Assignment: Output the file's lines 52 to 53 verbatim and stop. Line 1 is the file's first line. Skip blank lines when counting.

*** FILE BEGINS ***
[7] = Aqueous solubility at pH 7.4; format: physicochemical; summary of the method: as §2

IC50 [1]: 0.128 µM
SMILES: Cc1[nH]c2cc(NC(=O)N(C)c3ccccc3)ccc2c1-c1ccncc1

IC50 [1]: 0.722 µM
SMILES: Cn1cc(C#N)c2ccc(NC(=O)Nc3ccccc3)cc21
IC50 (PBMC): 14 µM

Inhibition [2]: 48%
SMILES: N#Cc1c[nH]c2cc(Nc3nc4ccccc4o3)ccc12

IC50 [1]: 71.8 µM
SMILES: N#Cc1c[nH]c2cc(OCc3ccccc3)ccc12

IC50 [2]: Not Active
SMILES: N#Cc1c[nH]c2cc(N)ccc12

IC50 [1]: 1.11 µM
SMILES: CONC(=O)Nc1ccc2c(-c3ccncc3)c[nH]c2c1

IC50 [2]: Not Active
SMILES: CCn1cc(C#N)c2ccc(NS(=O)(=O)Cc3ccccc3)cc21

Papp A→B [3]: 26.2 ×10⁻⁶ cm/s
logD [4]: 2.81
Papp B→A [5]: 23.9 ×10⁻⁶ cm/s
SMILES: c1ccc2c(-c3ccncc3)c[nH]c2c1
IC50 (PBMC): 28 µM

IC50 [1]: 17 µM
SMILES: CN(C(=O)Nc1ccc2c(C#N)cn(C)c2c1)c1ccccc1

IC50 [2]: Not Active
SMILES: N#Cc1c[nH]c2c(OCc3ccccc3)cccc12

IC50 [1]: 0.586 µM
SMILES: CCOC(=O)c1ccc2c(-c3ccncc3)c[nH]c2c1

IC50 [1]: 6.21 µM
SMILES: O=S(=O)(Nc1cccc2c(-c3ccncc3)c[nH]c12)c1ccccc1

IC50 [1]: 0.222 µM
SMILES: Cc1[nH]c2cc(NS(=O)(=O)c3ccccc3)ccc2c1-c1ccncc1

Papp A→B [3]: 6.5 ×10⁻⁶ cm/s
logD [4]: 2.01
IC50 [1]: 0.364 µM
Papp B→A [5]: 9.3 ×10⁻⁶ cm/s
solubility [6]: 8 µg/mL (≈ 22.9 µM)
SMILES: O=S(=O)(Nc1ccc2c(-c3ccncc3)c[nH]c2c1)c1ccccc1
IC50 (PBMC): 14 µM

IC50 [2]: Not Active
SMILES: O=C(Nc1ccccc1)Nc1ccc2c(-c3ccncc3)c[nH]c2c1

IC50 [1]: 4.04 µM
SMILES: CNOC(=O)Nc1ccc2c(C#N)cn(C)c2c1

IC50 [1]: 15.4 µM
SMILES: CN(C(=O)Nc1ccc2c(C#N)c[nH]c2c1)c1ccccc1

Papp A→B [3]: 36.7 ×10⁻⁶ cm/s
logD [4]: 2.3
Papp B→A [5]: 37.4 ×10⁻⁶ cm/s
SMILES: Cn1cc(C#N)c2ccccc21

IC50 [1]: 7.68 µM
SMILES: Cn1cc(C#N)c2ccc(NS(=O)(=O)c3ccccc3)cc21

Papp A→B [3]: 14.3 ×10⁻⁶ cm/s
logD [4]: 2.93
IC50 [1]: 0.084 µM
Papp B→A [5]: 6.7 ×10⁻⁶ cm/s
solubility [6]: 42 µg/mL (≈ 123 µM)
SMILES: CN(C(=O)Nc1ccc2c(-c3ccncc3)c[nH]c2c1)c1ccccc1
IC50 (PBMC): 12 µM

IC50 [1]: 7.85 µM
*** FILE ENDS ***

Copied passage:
logD [4]: 2.93
IC50 [1]: 0.084 µM